Alienware 13 R3 Thermal Testing - Should you cool your PCH with mods?

Discussion in '2015+ Alienware 13 / 15 / 17' started by shadowyani, May 18, 2017.

  1. shadowyani

    shadowyani Notebook Deity

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    You should read, but TL;DR, yes, the PCH is a part that requires cooling. The conclusion is located on Page 4.

    So when playing games I would notice the performance of my entire system suffer despite the CPU and GPU being in very safe temperature ranges. This would manifest as sudden drops in CPU clock speeds for up to 10 seconds at a time. I would get results like the following:

    perfDrop1.png
    perfDrop2.png

    So warranty came out to swap my motherboard and the technician ruined the computer. It failed 3 days later. But during those 3 days I was able to play games and get the same results. After the computer failed, a replacement came to me. I also got the same results. That makes for a total of 3 different motherboards all with the same results. I decided to investigate as to why this was happening and why Dell considered the computer to be working despite this behavior.

    It became clear that the PCH temperatures were alarming; anything in your system that has performance that is sensitive to heat typically has a temperature sensor that can be monitored. Yes even SSDs can throttle. The PCH is a very important part of the system and has a huge effect on the system’s performance; it replaces what we used know as Northbridge and Southbridge. I speculated that this chip might not be connected to any cooling at all. I took the computer apart and located it, and sure enough there are no heatsinks or fans attached to the thing. Ok fine, so why does Dell think it’s okay to have it passively cooled? Probably because everyone else leaves it passively cooled, its probably within spec…except their competitor’s computers are larger than the svelte for a gaming laptop Alienware 13 r3. I needed to be more rigorous and proper with my testing.

    In order to properly test thermals you need to eliminate as much variable behavior as possible. This means for the Alienware 13 r3 you need to hop into the BIOS and enable CPU and Fan Performance modes. In Windows you need to prefer the Nvidia GPU, set it to prefer maximum performance, and then set Window’s power plan to high performance. The result is a stable test platform where clock speeds for the CPU and GPU should never fall below base clocks during idle and the Nvidia GPU stays on when no intensive graphics are running. Furthermore, the fans stay at maximum speed and never variate.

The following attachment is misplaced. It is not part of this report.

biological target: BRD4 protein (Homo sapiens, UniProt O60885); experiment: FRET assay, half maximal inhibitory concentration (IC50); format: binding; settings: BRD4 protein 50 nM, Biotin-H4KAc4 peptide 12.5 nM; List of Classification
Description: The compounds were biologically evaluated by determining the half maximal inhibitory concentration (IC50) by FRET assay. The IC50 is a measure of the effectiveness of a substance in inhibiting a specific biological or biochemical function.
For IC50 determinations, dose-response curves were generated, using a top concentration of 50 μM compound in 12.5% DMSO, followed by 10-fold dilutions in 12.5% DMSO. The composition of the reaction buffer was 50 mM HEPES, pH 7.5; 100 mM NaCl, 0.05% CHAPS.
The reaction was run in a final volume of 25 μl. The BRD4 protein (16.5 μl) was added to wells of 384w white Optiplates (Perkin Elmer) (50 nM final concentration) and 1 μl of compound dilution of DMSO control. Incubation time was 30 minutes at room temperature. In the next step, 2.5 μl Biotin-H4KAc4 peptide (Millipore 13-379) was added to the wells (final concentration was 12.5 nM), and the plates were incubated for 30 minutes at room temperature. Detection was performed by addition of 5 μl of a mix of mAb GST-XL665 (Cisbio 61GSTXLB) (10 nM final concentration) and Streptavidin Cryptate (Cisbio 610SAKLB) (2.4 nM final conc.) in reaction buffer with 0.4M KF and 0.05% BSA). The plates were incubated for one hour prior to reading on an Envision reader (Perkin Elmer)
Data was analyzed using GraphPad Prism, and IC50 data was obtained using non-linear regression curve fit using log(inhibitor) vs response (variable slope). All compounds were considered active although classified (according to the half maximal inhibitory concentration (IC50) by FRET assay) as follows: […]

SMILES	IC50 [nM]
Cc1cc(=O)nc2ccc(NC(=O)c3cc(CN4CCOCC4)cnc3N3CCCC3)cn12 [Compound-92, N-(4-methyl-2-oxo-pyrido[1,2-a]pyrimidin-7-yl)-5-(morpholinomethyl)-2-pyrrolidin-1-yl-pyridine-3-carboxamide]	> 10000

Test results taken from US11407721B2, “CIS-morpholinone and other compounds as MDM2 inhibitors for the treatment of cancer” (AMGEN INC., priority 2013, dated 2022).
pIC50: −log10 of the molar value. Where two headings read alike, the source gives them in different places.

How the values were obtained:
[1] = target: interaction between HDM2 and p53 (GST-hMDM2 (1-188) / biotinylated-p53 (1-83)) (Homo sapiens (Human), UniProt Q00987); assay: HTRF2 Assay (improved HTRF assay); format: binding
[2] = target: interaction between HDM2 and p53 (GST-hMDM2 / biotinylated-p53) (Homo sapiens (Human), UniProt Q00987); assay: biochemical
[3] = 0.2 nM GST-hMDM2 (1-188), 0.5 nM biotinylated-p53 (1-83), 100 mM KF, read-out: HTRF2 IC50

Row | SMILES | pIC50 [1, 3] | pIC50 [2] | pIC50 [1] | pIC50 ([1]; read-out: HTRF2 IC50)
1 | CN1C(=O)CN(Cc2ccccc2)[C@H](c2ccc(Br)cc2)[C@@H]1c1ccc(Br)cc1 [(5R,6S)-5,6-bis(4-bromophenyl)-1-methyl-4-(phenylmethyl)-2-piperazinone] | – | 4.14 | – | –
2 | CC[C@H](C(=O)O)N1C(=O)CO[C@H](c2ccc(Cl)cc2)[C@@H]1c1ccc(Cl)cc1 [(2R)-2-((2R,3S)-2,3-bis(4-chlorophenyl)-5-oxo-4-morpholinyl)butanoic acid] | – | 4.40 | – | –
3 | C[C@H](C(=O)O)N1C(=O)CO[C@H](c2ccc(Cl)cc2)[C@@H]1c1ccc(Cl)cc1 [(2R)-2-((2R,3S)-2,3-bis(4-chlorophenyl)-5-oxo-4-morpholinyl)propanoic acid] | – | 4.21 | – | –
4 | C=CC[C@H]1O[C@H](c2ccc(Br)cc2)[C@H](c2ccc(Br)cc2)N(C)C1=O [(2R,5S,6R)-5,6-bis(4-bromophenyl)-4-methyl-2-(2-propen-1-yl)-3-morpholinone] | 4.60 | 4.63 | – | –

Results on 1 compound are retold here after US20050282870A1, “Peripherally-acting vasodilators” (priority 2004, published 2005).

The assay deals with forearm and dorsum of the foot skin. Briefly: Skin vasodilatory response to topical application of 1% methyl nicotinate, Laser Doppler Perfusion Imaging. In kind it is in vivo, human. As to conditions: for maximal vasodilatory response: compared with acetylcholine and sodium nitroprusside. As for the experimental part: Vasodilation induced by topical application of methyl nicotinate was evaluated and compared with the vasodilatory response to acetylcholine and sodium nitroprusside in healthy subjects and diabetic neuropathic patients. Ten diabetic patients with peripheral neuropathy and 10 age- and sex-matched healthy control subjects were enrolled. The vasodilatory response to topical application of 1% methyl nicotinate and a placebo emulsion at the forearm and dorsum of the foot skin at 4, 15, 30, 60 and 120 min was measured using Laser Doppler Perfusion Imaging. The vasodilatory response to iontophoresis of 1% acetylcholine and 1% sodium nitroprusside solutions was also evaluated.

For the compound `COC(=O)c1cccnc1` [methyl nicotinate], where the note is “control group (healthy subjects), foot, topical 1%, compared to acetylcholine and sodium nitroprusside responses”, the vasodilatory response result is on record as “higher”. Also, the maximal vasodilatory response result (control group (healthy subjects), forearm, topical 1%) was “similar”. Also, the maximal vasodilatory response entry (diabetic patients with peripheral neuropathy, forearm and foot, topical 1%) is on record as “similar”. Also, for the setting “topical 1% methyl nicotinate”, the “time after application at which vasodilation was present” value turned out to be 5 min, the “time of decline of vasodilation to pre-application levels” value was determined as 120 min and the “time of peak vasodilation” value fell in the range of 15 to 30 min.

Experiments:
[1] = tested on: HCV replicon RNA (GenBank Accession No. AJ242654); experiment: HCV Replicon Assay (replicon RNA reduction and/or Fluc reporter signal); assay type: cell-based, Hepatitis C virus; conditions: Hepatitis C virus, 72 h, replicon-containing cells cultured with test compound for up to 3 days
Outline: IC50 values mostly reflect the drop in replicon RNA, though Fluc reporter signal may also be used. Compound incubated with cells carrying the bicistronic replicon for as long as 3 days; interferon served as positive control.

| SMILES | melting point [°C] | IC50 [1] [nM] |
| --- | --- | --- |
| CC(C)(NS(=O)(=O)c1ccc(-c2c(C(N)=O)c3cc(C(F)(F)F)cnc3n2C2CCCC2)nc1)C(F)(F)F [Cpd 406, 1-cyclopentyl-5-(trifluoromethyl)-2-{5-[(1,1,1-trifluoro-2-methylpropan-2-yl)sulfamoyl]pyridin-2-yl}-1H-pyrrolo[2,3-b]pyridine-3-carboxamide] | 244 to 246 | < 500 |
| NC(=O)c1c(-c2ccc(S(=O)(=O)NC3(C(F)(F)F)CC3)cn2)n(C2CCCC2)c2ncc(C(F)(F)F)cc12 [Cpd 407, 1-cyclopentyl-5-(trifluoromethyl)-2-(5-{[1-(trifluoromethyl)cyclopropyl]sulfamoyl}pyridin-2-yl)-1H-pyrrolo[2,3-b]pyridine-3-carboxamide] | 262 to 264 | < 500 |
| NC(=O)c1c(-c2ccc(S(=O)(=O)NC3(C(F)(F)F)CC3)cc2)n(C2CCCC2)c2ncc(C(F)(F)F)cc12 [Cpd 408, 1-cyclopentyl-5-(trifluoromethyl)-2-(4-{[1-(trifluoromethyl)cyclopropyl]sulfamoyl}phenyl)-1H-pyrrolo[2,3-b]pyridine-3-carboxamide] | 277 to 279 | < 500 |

To illustrate this here’s the baseline that results once all those options are ticked. That means that the screenshots from here on out are the best results possible for a stock machine since the fans are never allowed to rest. To keep my testing accurate, all parts are stock except my choice of memory and storage and no re-paste has been attempted:

    baseLineWithPerfModesOn.jpg

    I also shut down unnecessary background applications to get real idling. Yup. Clock speeds never drop below base and my fans are roaring. After each test, I give the system a chance to return to this base state.

    So my first test was to do what the Dell remote technician did for me over the phone. He simply ran a CPU stress test. Here’s my version of that same test but using OCCT for the CPU load:

    OCCT.png

    With these results the technician was ready to tell me there was nothing wrong with the system. If all your computer has is a CPU then yeah sure that’s probably true. Notice though that an average temp of 89C and a spike of 93C would be a huge cause for concern for many people but look at the actual CPU clocks. The average was a multiplier of 32x which indicated the computer was well into Turbo Boost territory with short minimums down to 28x which is the base. The computer simply could care less that its 90C or it wouldn’t be on Turbo. You might get your lap burned but your computer doesn’t care about your feelings

    Now let’s look at another test in vacuum. The GPU only. I used Unigen Heaven for this. Dell uses Valley, but the tech never used it he declared to computer to be working with the CPU test only. Here are GPU-only results:

    Heaven.jpg

    There are a few notes about this result. First Unigen Heaven is a highly variable test, in order for me to keep the GPU load at 100% I had to pause the camera movement. I also max out all the detail settings so that the GPU load stays at 100% regardless of whether or not the CPU is being taxed. Tessellation and its associated sliders are maxed out in the 3D window’s interface; they aren’t available in the menu.